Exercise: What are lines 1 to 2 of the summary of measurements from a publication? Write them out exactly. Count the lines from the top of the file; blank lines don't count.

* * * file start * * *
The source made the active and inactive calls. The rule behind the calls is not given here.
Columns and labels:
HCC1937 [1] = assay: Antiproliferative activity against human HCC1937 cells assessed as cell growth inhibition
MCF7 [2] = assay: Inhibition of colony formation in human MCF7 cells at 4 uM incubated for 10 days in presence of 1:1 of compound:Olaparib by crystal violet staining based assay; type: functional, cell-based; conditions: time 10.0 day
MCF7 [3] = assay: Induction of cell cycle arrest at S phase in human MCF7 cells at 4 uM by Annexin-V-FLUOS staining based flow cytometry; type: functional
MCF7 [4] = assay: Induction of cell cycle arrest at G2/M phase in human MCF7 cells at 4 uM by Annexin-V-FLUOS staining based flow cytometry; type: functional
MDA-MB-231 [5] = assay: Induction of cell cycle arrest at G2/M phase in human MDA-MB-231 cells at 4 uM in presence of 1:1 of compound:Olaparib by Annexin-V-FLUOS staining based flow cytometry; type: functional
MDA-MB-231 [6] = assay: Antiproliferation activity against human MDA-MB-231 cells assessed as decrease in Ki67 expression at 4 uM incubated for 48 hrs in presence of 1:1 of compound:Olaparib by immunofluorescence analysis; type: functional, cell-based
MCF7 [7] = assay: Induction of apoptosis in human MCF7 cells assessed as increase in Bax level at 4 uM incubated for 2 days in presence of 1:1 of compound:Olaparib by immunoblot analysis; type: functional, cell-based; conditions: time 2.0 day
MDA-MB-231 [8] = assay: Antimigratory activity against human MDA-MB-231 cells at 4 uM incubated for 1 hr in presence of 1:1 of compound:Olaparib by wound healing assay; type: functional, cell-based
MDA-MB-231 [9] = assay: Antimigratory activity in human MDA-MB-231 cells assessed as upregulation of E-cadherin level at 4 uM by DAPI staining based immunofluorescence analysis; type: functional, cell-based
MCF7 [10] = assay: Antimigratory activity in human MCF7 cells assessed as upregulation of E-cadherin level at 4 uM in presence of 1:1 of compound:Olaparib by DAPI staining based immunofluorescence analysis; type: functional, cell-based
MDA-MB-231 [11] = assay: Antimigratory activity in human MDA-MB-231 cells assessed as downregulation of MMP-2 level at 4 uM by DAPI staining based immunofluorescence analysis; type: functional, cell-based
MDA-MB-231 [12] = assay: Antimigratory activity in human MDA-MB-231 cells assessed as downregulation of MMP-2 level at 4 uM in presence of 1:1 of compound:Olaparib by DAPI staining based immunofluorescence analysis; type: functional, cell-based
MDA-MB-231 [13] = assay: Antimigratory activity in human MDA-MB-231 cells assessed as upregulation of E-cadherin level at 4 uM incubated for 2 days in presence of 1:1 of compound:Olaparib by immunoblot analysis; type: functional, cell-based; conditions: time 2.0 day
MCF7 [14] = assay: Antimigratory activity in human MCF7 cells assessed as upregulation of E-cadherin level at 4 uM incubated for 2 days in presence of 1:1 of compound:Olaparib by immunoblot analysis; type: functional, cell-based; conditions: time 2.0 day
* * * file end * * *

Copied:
The source made the active and inactive calls. The rule behind the calls is not given here.
Columns and labels: